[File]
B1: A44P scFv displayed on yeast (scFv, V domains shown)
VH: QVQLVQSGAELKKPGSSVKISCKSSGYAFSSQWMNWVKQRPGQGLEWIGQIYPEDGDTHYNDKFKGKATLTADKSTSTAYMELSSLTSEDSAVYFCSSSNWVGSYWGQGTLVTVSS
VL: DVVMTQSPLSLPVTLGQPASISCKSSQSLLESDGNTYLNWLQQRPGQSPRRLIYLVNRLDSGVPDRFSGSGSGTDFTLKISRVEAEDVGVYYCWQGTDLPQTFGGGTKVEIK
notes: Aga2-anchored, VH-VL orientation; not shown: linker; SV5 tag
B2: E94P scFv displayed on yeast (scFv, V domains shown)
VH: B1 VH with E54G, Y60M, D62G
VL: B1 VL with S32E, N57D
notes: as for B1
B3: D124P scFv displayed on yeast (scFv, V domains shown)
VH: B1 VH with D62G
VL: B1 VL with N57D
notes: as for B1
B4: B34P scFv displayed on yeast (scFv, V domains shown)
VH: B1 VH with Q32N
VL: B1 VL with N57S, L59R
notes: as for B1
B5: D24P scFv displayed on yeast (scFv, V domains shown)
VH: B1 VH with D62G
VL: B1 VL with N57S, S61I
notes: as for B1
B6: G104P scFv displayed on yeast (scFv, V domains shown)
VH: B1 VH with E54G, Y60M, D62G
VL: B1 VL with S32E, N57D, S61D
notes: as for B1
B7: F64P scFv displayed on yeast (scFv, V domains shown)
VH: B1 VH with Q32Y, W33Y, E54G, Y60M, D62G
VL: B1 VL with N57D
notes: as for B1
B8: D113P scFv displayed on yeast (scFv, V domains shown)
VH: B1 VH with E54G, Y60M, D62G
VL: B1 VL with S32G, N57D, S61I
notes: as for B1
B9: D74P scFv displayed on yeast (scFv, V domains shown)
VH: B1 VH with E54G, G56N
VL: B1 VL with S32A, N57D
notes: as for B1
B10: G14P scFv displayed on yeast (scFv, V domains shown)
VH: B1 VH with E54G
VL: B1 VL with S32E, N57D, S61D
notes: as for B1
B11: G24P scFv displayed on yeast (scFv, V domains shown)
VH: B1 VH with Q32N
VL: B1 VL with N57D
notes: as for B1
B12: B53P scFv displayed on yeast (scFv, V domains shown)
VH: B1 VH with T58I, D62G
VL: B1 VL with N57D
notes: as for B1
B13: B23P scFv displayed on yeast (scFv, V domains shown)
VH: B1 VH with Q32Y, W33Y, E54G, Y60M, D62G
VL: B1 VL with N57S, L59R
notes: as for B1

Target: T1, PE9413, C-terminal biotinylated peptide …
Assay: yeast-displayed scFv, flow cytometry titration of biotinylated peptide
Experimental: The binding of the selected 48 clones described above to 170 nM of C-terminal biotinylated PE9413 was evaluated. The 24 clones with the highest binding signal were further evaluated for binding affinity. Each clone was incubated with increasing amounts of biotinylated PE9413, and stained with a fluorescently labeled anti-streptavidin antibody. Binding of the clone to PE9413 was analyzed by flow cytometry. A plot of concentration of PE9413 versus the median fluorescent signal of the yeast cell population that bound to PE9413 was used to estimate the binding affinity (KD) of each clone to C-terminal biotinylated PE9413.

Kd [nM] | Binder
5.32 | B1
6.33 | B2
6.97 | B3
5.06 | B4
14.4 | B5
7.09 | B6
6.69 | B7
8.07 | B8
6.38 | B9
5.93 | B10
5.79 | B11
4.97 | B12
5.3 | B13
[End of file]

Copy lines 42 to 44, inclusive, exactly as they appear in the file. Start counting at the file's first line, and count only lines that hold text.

VH: B1 VH with Q32N
VL: B1 VL with N57D
notes: as for B1